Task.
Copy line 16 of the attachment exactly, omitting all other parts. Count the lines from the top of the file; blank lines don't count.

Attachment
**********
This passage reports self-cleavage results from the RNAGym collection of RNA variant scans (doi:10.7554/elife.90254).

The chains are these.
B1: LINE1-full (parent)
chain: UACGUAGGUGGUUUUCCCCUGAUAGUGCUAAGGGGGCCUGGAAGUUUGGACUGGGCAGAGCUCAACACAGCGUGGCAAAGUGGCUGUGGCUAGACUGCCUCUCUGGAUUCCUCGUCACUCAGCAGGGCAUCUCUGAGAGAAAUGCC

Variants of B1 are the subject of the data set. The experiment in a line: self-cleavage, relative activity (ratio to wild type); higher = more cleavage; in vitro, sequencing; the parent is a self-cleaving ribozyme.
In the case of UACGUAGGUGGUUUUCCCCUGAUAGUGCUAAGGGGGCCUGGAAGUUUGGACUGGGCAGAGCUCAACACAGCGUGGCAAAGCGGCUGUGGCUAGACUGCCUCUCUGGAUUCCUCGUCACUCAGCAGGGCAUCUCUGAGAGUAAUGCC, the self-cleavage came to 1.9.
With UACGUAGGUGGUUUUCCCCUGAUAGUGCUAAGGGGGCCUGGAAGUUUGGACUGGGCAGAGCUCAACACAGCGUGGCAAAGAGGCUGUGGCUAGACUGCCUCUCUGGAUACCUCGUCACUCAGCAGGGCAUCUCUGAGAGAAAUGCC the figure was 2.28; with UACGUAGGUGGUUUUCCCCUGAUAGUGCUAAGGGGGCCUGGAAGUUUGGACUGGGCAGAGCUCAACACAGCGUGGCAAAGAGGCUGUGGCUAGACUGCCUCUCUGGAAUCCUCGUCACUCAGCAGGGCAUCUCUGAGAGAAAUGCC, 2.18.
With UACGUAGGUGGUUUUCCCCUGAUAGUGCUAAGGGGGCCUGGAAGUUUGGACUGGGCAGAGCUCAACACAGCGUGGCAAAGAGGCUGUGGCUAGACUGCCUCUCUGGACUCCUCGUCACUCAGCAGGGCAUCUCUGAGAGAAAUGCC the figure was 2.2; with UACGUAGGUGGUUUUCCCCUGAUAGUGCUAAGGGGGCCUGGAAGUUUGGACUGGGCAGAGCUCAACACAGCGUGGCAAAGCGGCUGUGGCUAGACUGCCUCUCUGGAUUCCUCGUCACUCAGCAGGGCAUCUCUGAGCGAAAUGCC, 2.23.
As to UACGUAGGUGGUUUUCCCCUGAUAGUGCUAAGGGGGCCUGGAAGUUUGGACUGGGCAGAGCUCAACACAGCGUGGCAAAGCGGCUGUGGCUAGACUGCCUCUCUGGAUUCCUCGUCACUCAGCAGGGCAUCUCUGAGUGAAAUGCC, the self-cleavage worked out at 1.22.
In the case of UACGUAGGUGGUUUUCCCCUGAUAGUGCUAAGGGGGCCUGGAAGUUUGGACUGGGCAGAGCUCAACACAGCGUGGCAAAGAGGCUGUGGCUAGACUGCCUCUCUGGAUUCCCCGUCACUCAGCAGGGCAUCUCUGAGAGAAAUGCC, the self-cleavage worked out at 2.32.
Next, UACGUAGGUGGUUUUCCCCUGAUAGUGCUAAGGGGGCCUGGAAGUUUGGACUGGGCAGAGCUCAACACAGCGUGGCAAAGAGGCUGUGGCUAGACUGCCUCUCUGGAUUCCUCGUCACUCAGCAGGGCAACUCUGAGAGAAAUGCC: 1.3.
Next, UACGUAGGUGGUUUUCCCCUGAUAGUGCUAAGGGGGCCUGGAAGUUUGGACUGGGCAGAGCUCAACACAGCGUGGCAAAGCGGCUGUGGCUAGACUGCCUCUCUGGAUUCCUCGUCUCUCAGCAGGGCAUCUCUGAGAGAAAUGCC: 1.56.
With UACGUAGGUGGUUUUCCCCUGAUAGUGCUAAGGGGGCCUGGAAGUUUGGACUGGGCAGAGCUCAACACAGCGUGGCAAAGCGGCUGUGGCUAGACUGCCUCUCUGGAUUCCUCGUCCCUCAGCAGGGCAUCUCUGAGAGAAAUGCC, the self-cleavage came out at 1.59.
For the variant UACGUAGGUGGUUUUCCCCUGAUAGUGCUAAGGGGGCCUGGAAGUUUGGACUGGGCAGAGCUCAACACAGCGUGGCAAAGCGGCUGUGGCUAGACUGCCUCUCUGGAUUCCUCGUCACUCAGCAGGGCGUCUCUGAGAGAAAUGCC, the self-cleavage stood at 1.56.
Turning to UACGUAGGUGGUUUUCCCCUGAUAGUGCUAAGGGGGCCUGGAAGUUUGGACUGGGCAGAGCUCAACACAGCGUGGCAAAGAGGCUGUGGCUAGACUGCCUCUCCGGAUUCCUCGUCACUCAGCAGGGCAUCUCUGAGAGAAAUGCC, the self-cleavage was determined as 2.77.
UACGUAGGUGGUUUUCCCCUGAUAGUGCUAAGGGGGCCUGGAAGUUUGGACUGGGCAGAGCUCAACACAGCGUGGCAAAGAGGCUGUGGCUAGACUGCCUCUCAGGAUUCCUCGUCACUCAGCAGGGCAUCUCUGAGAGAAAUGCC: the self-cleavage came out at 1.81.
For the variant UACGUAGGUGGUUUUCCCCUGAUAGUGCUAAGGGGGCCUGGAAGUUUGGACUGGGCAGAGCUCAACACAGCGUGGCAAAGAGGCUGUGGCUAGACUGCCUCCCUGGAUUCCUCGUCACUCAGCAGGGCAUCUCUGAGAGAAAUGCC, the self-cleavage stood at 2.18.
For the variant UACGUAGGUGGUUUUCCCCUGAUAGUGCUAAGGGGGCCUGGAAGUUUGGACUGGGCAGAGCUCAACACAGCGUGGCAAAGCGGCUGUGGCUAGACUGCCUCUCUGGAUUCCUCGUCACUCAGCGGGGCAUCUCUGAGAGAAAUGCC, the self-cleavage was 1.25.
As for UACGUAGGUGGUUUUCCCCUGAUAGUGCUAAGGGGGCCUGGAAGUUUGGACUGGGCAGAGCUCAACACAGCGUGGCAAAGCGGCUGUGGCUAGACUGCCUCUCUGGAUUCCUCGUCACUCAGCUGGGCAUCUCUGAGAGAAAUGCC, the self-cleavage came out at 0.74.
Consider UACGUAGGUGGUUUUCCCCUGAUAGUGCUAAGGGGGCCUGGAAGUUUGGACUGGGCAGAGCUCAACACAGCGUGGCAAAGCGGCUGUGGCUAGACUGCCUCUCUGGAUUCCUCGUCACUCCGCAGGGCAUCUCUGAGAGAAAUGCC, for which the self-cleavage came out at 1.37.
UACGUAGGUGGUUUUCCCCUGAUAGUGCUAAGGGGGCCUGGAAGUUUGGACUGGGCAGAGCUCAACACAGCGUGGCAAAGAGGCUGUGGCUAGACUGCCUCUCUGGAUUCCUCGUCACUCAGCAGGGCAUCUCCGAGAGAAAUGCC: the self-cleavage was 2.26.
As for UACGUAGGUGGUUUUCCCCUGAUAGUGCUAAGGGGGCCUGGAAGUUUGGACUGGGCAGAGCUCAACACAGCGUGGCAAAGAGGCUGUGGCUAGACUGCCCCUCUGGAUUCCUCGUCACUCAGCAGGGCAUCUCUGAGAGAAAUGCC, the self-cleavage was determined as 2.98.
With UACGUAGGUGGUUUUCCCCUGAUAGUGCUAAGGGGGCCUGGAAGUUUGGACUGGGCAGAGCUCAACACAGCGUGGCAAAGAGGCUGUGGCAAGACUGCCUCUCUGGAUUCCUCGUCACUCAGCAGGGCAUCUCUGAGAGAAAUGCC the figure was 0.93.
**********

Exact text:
UACGUAGGUGGUUUUCCCCUGAUAGUGCUAAGGGGGCCUGGAAGUUUGGACUGGGCAGAGCUCAACACAGCGUGGCAAAGAGGCUGUGGCUAGACUGCCUCUCAGGAUUCCUCGUCACUCAGCAGGGCAUCUCUGAGAGAAAUGCC: the self-cleavage came out at 1.81.